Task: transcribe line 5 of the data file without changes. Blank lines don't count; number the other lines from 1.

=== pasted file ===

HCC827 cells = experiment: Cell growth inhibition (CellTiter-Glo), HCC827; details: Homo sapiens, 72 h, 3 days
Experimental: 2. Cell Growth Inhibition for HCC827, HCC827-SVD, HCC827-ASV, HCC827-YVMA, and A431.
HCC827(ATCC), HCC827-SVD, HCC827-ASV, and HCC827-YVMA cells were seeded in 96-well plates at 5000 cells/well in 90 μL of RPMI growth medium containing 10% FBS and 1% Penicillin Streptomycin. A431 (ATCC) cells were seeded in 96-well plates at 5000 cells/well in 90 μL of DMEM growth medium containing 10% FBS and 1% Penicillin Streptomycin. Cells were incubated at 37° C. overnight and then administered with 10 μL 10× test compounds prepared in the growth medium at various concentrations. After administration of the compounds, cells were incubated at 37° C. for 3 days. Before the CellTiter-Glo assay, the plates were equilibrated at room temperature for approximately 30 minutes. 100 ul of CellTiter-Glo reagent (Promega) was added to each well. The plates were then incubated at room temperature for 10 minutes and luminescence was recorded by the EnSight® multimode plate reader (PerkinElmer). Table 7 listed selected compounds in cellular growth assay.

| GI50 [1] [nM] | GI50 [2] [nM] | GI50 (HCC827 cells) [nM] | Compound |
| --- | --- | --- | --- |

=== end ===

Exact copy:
| --- | --- | --- | --- |